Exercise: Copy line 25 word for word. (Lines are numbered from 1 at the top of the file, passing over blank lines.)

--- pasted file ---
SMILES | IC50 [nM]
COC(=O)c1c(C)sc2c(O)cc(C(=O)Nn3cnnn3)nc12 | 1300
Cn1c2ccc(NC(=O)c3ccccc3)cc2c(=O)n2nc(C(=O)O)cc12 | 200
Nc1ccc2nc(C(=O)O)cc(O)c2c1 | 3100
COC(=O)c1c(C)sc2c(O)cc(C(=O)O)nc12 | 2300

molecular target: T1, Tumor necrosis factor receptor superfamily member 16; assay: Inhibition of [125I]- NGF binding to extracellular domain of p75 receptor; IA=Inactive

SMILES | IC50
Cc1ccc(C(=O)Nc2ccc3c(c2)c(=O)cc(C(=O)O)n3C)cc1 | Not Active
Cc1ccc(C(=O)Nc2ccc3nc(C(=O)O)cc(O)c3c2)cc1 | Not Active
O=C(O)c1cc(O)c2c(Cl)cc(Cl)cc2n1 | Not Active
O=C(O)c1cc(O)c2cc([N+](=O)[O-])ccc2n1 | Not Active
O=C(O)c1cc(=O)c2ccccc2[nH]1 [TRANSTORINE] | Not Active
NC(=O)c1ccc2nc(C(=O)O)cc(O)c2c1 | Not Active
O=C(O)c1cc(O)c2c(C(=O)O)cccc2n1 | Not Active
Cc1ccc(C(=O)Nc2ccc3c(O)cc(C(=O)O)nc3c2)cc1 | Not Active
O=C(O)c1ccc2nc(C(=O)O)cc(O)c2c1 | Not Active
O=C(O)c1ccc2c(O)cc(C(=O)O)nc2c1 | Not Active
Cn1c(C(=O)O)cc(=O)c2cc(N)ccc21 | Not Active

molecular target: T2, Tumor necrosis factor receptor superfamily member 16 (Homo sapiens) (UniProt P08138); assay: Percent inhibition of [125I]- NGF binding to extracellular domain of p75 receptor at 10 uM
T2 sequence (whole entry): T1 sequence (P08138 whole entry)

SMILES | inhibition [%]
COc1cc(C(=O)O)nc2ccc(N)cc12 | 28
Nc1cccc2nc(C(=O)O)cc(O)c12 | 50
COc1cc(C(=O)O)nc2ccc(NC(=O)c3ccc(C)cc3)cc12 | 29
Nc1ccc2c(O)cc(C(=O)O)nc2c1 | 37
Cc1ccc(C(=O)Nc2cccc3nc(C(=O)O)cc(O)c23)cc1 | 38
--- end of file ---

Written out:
Nc1ccc2c(O)cc(C(=O)O)nc2c1 | 37